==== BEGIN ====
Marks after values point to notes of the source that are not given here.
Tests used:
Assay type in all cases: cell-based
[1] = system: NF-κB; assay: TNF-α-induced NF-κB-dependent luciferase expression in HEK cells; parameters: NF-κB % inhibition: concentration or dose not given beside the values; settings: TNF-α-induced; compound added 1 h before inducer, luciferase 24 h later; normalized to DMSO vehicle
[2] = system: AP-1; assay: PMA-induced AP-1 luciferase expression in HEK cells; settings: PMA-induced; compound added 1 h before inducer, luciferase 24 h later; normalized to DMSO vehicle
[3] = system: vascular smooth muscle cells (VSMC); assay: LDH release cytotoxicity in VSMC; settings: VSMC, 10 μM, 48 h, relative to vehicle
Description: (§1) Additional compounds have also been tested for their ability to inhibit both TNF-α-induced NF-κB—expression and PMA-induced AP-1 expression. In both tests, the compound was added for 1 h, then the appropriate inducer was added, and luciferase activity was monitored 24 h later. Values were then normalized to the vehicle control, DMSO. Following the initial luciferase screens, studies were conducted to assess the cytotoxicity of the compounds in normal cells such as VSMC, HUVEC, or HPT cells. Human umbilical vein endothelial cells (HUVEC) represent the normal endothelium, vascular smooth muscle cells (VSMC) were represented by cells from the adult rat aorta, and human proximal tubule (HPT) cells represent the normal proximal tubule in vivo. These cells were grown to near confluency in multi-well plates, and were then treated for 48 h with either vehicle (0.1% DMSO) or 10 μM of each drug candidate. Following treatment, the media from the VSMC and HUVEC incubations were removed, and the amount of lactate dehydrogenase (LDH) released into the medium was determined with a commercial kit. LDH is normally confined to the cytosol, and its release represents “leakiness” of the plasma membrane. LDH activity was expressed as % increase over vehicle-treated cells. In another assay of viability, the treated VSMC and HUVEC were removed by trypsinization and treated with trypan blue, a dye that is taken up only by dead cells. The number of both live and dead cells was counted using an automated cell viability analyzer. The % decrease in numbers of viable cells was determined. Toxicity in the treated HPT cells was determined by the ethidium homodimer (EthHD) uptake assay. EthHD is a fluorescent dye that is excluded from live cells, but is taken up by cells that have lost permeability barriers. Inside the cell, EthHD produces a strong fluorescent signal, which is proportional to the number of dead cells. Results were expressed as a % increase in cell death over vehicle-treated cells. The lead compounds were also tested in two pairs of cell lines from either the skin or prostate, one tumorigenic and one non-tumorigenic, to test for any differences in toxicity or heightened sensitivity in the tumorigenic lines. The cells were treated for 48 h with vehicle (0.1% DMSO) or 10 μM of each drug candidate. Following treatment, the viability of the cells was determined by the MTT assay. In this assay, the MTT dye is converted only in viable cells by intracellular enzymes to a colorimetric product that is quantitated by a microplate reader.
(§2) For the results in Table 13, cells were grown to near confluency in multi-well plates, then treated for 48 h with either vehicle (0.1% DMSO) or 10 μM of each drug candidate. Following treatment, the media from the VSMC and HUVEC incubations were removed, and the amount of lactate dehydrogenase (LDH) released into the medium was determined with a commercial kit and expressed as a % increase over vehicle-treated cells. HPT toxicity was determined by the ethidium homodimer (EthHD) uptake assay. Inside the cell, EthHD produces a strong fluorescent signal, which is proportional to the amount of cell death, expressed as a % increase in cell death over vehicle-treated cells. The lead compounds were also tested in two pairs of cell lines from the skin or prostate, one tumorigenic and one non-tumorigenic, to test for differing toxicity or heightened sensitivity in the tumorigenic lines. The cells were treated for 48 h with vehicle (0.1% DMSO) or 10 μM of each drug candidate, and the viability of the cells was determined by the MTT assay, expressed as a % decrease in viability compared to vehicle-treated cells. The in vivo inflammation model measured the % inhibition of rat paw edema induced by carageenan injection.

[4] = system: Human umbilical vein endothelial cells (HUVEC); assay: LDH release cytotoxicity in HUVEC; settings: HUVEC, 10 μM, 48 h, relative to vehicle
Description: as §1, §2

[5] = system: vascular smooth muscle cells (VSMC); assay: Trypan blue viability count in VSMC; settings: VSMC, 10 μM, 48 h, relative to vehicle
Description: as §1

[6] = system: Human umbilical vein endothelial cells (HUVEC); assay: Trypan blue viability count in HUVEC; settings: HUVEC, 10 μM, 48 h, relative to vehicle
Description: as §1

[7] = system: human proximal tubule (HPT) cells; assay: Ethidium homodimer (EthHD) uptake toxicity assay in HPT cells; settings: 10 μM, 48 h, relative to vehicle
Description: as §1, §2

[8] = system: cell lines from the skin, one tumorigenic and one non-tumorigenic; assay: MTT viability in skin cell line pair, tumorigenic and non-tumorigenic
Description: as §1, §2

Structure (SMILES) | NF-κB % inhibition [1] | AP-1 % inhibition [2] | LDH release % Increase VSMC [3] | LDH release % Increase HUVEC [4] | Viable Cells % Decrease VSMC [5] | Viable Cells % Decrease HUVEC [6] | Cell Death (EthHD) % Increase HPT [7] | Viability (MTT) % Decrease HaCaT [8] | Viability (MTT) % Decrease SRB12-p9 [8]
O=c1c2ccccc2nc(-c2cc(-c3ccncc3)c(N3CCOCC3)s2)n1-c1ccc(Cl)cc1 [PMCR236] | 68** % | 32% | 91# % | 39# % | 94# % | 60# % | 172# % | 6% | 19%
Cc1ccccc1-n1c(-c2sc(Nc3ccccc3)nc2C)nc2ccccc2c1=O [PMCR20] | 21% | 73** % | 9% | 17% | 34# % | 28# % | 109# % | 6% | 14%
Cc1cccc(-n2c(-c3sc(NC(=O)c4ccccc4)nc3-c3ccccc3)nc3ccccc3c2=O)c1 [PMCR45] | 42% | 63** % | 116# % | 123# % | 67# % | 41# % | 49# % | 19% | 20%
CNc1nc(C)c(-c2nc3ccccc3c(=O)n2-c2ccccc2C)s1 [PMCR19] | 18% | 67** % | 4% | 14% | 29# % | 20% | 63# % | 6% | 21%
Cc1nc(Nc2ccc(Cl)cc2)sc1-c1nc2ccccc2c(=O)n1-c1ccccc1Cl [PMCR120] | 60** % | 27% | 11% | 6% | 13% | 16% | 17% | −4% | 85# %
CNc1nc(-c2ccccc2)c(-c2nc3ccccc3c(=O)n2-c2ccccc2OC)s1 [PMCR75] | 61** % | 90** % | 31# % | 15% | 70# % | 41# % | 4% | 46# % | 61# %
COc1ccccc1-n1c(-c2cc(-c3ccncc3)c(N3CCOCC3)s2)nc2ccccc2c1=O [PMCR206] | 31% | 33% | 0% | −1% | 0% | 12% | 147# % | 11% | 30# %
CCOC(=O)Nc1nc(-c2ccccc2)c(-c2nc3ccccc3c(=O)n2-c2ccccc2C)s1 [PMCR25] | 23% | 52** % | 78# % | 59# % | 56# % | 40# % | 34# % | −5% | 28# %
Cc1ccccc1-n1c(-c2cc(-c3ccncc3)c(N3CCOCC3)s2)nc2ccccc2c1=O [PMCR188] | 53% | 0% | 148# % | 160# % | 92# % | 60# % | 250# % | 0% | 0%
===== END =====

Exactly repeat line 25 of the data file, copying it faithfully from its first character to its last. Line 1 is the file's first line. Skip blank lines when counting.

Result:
CNc1nc(-c2ccccc2)c(-c2nc3ccccc3c(=O)n2-c2ccccc2OC)s1 [PMCR75] | 61** % | 90** % | 31# % | 15% | 70# % | 41# % | 4% | 46# % | 61# %